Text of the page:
The misconceptions of the Wade Versus Roe decision.

Firstly the decision does not ban Abortions. Many seem to be operating under the belief that the Supreme Court’s over-ruling of Roe versus Wade is making it illegal for woman to have abortions. It has not done this.

It has made the legality of abortions a decision to be made by each individual State, as it is not a constitutional issue based on the constitution.

It will become a catalyst for women in certain districts to now lose access to abortions in their area due to local laws.

Even if morally you believe that Abortion is a an absolute right for women, the decision itself is a legally correct decision based on the constitution and who it protects.

I am not going to venture into the debate on what is right or wrong in regards to abortion in this post.

It is simply a brief explanation on the reason the decision went the way it did.

The initial argument made by Roe and Casey is that abortion is a constitutional right. This was based on aspects of the first, fourth, fifth, ninth and fourteenth amendment.

Ultimately they were successful with their argument 49 years ago, but the decision was flawed from a legal standpoint regardless of what you believe a woman’s right to abortion is.

As stated, the ruling is not one of banning the right, it is shifting the decision of where the abortion laws are made.

Recently NZ changed our abortion laws. Not everyone agreed with the changes made however, it is done in as close to a democratic way as can be done under our political system.

This ruling now gives each state the same ability to set their own abortion rules.

Here is a copy of the decision click on title for the actual document with comments from the Judges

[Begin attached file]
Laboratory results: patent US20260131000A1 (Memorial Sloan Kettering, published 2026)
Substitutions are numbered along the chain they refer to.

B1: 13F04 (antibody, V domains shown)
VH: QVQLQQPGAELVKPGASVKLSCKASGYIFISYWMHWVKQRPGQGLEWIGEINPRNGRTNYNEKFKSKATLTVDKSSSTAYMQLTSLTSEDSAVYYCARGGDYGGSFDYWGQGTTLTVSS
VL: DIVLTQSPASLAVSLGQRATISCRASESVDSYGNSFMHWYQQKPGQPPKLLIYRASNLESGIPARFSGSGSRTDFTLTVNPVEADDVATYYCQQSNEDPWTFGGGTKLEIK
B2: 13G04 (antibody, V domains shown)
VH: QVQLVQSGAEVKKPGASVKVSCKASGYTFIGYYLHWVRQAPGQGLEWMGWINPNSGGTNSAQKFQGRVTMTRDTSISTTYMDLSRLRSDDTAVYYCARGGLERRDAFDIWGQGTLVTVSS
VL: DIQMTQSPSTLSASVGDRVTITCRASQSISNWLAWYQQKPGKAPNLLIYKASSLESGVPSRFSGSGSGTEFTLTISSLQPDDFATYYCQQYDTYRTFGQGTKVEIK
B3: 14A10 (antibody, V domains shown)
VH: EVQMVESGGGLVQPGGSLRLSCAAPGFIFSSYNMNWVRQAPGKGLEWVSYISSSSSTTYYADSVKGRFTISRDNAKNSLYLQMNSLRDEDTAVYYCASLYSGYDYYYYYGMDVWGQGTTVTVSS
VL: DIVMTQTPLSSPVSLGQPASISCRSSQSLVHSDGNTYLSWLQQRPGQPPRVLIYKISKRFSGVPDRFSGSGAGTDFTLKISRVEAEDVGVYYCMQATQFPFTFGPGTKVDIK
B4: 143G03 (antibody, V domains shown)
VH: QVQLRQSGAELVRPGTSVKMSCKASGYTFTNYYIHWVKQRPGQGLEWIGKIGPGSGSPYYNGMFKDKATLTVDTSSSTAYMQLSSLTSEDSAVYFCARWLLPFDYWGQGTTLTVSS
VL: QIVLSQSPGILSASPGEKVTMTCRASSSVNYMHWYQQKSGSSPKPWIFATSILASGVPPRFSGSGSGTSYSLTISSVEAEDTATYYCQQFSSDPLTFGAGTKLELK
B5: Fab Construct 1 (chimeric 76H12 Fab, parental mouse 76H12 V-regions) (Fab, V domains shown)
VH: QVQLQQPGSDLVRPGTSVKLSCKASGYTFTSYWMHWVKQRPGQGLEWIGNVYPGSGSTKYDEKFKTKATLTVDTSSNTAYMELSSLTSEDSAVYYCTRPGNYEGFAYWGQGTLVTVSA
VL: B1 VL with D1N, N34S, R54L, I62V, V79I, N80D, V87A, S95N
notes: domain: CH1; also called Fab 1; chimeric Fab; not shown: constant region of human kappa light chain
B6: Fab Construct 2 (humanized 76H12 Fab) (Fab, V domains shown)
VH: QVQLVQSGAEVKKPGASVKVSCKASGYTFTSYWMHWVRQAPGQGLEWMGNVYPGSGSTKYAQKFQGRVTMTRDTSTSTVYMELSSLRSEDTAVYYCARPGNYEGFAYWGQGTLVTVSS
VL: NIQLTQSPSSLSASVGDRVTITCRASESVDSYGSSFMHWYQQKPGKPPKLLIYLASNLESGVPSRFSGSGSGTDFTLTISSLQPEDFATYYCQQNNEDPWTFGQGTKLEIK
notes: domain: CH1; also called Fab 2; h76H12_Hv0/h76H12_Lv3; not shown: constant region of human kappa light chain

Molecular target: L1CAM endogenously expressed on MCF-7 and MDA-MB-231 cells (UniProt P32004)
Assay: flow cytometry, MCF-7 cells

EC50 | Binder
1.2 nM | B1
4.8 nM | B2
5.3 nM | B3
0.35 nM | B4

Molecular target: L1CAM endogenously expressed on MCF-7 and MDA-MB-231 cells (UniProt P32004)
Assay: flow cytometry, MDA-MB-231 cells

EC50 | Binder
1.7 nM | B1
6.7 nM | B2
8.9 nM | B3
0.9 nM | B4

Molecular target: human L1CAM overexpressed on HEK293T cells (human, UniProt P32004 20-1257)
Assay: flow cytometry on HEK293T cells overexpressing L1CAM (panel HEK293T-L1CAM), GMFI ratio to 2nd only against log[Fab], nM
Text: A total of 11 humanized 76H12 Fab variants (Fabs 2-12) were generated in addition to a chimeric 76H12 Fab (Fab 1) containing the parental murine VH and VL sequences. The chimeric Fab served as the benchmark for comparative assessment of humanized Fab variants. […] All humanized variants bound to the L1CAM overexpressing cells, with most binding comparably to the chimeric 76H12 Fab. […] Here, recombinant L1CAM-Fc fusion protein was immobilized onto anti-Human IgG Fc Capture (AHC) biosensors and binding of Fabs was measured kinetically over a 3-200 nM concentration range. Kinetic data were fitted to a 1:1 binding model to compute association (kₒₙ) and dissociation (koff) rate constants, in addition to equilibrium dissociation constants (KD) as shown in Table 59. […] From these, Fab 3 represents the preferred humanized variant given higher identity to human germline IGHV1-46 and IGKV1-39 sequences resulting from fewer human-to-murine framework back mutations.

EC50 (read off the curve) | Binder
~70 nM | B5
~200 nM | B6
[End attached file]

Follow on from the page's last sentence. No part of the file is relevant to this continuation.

Roe V Wade decision

The pertinent wording of the ruling are as follows

The Constitution does not confer a right to abortion; Roe and Casey are overruled; and the authority to regulate abortion is returned to the people and their elected representatives.

Roe held that the abortion right is part of a right to privacy that springs from the First, Fourth, Fifth, Ninth, and Fourteenth Amendments.

The Casey Court grounded its decision solely on the theory that the right to obtain an abortion is part of the “liberty” protected by the Fourteenth Amend- ment’s Due Process Clause.

…a State’s regulation of abortion is not a sex-based classifi- cation and is thus not subject to the heightened scrutiny that applies to such classifications

..right to abortion is not deeply rooted in the Nation’s history and tradition.

The Court’s decisions have held that the Due Process Clause protects two categories of substantive rights—those rights guaranteed by the first eight Amendments to the Constitution and those rights deemed fundamental that are not mentioned anywhere in the Constitution. In deciding whether a right falls into either of these categories, the question is whether the right is “deeply rooted in [our] history and tradition” and whether it is essential to this Nation’s “scheme of ordered liberty.”

historical inquiries are essential

Until the latter part of the 20th century, there was no support in American law for a constitutional right to obtain an abortion.

Indeed, abortion had long been a crime in every single State.